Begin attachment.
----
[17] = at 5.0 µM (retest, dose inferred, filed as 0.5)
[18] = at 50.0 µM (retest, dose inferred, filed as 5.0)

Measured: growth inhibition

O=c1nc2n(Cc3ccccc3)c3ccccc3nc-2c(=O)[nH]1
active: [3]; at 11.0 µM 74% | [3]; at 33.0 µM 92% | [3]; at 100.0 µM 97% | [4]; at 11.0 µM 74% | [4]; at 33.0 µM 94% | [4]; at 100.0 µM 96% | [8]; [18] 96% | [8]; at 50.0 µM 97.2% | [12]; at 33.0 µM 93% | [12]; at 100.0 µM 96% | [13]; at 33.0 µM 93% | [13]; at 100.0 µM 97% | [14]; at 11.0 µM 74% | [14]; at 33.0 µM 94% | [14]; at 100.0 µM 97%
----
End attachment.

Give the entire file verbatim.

[17] = at 5.0 µM (retest, dose inferred, filed as 0.5)
[18] = at 50.0 µM (retest, dose inferred, filed as 5.0)

Measured: growth inhibition

O=c1nc2n(Cc3ccccc3)c3ccccc3nc-2c(=O)[nH]1
active: [3]; at 11.0 µM 74% | [3]; at 33.0 µM 92% | [3]; at 100.0 µM 97% | [4]; at 11.0 µM 74% | [4]; at 33.0 µM 94% | [4]; at 100.0 µM 96% | [8]; [18] 96% | [8]; at 50.0 µM 97.2% | [12]; at 33.0 µM 93% | [12]; at 100.0 µM 96% | [13]; at 33.0 µM 93% | [13]; at 100.0 µM 97% | [14]; at 11.0 µM 74% | [14]; at 33.0 µM 94% | [14]; at 100.0 µM 97%